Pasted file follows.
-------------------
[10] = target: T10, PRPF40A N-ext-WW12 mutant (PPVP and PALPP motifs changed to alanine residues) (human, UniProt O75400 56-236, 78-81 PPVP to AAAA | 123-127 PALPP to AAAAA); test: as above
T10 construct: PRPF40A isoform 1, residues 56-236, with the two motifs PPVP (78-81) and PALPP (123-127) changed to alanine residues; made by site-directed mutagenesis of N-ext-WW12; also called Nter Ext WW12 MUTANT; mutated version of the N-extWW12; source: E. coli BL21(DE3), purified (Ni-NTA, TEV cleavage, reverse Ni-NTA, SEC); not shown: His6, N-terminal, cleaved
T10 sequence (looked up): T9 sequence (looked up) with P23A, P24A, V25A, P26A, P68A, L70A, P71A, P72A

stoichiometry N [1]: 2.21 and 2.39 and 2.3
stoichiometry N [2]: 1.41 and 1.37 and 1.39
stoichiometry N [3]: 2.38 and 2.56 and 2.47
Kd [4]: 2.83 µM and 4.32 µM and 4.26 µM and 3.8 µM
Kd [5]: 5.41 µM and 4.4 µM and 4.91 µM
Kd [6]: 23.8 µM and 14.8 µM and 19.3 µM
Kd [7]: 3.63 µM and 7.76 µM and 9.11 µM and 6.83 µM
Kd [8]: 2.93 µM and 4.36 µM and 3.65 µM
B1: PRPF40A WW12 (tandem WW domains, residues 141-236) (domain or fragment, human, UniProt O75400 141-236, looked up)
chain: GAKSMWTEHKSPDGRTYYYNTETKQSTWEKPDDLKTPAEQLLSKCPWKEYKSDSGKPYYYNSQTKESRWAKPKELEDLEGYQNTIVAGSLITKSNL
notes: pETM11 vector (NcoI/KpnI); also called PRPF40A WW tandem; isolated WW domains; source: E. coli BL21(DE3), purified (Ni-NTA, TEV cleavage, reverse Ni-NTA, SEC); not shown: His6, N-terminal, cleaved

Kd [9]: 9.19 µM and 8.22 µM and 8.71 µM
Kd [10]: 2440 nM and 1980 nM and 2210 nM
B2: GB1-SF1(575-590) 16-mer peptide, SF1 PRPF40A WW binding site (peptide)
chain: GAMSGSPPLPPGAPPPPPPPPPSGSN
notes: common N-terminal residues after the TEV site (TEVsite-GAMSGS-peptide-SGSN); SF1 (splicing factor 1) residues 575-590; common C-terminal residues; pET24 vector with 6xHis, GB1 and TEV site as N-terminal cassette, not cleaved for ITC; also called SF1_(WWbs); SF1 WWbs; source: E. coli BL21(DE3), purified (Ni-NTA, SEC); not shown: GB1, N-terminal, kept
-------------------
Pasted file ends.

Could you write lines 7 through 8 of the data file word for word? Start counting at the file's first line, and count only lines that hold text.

Kd [4]: 2.83 µM and 4.32 µM and 4.26 µM and 3.8 µM
Kd [5]: 5.41 µM and 4.4 µM and 4.91 µM